There’s a billboard on I-77, north of Statesville, promoting North Carolina’s new “Nothing Compares” branding campaign. As shown in the header of this website, a pine tree encases the letters “NC” in colors of green and blue, mirroring the changes in landscape from mountains to coast as you move across the state. Despite some ridiculous critiques by people who probably spend more time arguing about fonts and colors than actually spending time outdoors in our state, I was captivated by the cleverness and authenticity of the simple new logo.
When my family decided to leave the expensive, crowded Washington DC area, we could have gone anywhere in the country. Like many other “transplants,” we chose North Carolina for many reasons. Like the representation of the pine tree in the new logo, we were drawn here because of the state’s storied history and strong roots, but also for its flourishing economic growth. Living in the Piedmont area, we are fortunate to be about 30 miles from Charlotte, with beautiful Lake Norman, literally in our backyard. Being so close to Lake Norman, we have access to natural habitats and wildlife, making everyday feel like a vacation. On days when we want a mini-getaway, we can be in the heart of the Blue Ridge Mountains in about an hour – and that’s just what we did last Sunday!
With the forecast in the high 60s, a sky as blue as UNC’s namesake color, and foliage nearing its peak, there was no better excuse to pack up the car and spend the day driving the Blue Ridge Parkway.
Dubbed “America’s Favorite Drive,” the Blue Ridge Parkway spans 469.1 miles through western North Carolina and central Virginia. Apart of the National Parks System, a meandering tour through the Appalachian Highlands offers breathtaking scenery around each turn. Bring your binoculars to take in the long-range vista views at the countless overlook points; experience nature up close and personal on a hiking trail or campsite, or visit one of the picturesque and unique towns along the route.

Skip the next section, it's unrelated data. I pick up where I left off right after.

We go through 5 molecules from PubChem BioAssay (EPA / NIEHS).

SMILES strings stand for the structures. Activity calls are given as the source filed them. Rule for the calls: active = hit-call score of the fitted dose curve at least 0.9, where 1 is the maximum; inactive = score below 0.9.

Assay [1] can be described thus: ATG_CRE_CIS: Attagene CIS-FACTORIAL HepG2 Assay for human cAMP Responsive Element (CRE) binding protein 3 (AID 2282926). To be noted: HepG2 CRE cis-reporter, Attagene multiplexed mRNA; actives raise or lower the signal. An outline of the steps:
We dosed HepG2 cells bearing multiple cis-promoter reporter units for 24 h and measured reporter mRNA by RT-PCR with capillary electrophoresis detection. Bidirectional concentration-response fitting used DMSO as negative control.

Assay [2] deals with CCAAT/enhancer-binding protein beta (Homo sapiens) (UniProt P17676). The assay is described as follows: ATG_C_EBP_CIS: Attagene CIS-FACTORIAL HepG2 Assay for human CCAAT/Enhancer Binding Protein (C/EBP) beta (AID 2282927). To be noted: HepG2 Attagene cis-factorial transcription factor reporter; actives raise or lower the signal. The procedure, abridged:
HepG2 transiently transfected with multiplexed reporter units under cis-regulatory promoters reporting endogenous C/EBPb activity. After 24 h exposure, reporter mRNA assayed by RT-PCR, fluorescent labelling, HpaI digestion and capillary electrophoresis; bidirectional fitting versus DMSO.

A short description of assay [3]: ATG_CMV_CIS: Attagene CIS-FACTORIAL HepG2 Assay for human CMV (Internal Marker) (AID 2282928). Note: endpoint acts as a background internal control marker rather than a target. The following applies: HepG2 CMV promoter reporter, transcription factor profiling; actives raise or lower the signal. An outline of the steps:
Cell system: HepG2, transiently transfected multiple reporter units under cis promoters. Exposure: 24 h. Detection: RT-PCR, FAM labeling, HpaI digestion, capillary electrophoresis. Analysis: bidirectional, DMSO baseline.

A slow drive along the Parkway is fun, but you don’t want to be wandering aimlessly. Before you head out, do a little research by downloading travel itineraries and maps. Blueridgeparkway.com offers a handy Parkway app allowing your to plan the trip from your phone.
Our adventure began by taking I-40 West to Route 181 through the town of Morganton. About 12 miles North of Morganton, we came to our first overlook at 2725 feet, Brown Mountain.
Continuing on Route 181, we made a quick pull-off at the Linville Land Harbor, a private golf and tennis club community just south of Linville. The small lake and picturesque waterfall right off the highway provided a scenic backdrop for a few photos.
After passing through Linville and turning north onto Route 221, we began our ascent towards Grandfather Moutain – the highest peak in the Blue Rige Mountains. While Grandfather Mountain is part of the Grandfather Mountain State Park and NC Park System, “Grandfather Mountain” is actually a registered trademark – a non-profit attraction that includes the famous mile-high swinging bridge, museums, a zoo, and gift shop.
In general, I’m all for skipping the tourist traps and with the “mile-high” line of traffic on this peak foliage weekend and $20/person admission fee, we were perfectly content taking the detour around the attraction’s entrance towards the Parkway. The beauty of living only 70 miles away is that we can come back to the park on a less crowded weekend.
With hardly any cars on the detour, we were able to stop at our leisure to capture some beautiful photos of Grandfather Moutain.
Safely leaving the lines of tourist traffic behind us, we entered the Parkway from Route 221 at mile marker 305. At this point, the Parkway twists and turns through Linn Cove Viaduct along the southern side of Grandfather Mountain’s steep, craggy slopes.
Called “The Missing Link,” the Linn Cove Viaduct is an engineering marvel. Completed in 1987, the viaduct is actually a 1,243 foot long set of 153 curved concrete segments that hug the terrain but do not use it for support. The viaduct is thought to be one of the most difficult bridges ever built. Civil engineers designed a structure at an elevation of 4,100 ft that did not disrupt the natural environment of the mountain but allowed for the completion of the last 7.5 miles of the Blue Ridge Parkway.